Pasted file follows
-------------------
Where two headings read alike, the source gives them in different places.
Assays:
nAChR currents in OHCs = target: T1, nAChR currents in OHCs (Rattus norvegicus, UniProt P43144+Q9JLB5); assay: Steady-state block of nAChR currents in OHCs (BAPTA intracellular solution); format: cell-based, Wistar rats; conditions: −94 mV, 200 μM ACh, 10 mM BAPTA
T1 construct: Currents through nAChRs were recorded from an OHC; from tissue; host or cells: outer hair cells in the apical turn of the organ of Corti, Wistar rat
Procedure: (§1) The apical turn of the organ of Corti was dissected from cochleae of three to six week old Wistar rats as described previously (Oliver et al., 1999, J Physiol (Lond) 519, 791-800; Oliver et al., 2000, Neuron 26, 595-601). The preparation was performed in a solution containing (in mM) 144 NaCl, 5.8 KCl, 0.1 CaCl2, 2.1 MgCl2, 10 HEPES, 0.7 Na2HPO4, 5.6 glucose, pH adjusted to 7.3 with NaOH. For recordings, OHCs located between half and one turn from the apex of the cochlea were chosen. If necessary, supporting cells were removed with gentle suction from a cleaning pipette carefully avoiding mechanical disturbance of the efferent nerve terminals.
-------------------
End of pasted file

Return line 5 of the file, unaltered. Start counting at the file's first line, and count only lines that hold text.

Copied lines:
Procedure: (§1) The apical turn of the organ of Corti was dissected from cochleae of three to six week old Wistar rats as described previously (Oliver et al., 1999, J Physiol (Lond) 519, 791-800; Oliver et al., 2000, Neuron 26, 595-601). The preparation was performed in a solution containing (in mM) 144 NaCl, 5.8 KCl, 0.1 CaCl2, 2.1 MgCl2, 10 HEPES, 0.7 Na2HPO4, 5.6 glucose, pH adjusted to 7.3 with NaOH. For recordings, OHCs located between half and one turn from the apex of the cochlea were chosen. If necessary, supporting cells were removed with gentle suction from a cleaning pipette carefully avoiding mechanical disturbance of the efferent nerve terminals.